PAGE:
What Is Law?

Law is the system of rules that a particular country or community recognizes as regulating the actions of its members. It is also the field of study and practice devoted to these rules, a profession known as jurisprudence. The observance of law is necessary for society to function well; imagine what would happen if citizens decided to ignore traffic laws, for example.

The law serves many purposes, but the four most important are establishing standards, maintaining order, resolving disputes, and protecting liberties and rights. Tort law, for instance, compensates people who have suffered a wrong—whether physical injury or damage to property, emotional distress, or defamation of character—and partially overlaps with offenses against the state (like criminal laws), which punish offenders.

Different nations have different legal systems, ranging from common law to civil law, but all share some of the same foundational principles. Civil law is based on the idea that a legal code sets forth the rights and duties of citizens, while common law is based on precedent—case law and decisions made by judges over time.

Moreover, different legal traditions have influenced the development of the law. For example, the medieval English legal tradition, exemplified by the Magna Carta and its successors, institutionalized common law. In a sense, the Magna Carta codified common law by establishing a permanent court system with judicial review of appeals, ending local control and peculiarities, eliminating arbitrary remedies, and reinstating a jury system—citizens sworn on oath to investigate reliable criminal accusations and civil claims.

Other countries have largely followed a European model, adopting either common law or civil law. For instance, the United States has a federal system that uses judicial precedent and places it on equal footing with statutes, but also allows for a large number of specific laws to be passed by Congress and signed into law by the President.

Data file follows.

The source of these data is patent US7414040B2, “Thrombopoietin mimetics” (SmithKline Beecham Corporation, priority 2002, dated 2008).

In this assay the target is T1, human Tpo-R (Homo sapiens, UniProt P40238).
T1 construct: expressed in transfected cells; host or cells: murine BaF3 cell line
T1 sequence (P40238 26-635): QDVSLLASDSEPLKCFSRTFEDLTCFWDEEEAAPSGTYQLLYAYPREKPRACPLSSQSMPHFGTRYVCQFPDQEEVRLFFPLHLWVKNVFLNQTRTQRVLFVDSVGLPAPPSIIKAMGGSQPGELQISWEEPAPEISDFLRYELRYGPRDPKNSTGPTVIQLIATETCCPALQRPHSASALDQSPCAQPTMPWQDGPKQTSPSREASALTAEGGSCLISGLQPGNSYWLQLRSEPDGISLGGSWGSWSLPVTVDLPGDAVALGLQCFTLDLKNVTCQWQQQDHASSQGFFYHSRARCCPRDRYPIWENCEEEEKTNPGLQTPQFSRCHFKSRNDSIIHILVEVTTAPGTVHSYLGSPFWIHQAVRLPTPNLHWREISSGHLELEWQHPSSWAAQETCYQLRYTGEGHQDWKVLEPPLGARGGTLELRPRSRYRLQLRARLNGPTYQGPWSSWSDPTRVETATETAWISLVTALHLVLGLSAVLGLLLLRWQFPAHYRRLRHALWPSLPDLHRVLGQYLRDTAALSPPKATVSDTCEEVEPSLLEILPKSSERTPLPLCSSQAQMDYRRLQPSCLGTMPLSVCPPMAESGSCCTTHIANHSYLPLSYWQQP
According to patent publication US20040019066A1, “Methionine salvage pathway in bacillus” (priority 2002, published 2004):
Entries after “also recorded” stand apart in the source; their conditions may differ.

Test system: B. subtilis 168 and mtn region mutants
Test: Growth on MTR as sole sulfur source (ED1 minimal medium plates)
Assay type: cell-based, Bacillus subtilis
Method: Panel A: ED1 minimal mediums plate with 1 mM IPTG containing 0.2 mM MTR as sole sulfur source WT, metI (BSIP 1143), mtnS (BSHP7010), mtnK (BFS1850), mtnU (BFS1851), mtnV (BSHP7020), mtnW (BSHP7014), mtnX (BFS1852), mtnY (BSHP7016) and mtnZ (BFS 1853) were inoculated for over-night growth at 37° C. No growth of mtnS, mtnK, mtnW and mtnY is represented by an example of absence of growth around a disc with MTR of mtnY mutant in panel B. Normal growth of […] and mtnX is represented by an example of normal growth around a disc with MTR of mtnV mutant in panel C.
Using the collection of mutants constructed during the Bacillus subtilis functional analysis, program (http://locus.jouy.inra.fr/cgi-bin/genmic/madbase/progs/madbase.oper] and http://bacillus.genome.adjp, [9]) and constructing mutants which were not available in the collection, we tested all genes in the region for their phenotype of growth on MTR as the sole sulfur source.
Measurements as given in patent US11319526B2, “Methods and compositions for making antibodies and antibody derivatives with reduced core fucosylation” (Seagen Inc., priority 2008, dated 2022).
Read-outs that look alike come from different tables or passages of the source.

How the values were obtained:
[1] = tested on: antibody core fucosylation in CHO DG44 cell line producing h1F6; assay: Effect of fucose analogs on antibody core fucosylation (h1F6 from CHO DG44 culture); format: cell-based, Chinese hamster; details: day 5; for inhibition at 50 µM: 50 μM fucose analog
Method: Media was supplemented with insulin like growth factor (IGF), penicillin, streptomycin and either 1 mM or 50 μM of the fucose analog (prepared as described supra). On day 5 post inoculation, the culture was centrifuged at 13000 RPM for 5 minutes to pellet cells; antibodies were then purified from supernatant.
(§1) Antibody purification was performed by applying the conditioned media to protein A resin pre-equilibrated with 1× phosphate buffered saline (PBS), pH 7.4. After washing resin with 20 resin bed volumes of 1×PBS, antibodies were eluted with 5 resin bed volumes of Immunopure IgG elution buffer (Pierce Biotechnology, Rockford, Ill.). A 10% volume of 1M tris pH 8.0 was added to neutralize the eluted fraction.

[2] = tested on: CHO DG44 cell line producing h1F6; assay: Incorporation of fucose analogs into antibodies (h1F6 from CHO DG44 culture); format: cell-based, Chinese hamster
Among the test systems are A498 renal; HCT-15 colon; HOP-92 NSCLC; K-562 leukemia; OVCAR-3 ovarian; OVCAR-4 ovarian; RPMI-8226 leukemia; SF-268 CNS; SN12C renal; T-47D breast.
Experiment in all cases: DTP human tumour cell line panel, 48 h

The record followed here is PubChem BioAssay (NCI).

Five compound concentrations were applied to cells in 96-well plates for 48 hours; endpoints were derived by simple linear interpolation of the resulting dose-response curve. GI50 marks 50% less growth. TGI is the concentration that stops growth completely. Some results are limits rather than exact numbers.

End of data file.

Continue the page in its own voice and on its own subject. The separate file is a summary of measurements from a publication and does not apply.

Regardless of the type of law, the study and practice of it have become very technical. A lawyer is trained to analyze, interpret, and apply the law, which requires extensive education in a variety of subjects. In addition, the practice of law is heavily regulated by government agencies and independent disciplinary bodies in order to maintain professionalism. This makes law an interesting and fascinating subject to learn about. In fact, it is so fascinating that it can even inspire a career. People who wish to study law can pursue an undergraduate degree in the discipline or obtain a Juris Doctorate. There are also several professional organizations for lawyers, which can provide networking and continuing education opportunities. This can be particularly useful for students in the early stages of their careers as they develop their practice. Moreover, it can be beneficial for employers to seek out employees with law degrees. The most important qualification for becoming a lawyer, however, is a strong desire to help others. This is why a lot of people enter the legal profession. As a result, the legal industry is thriving.

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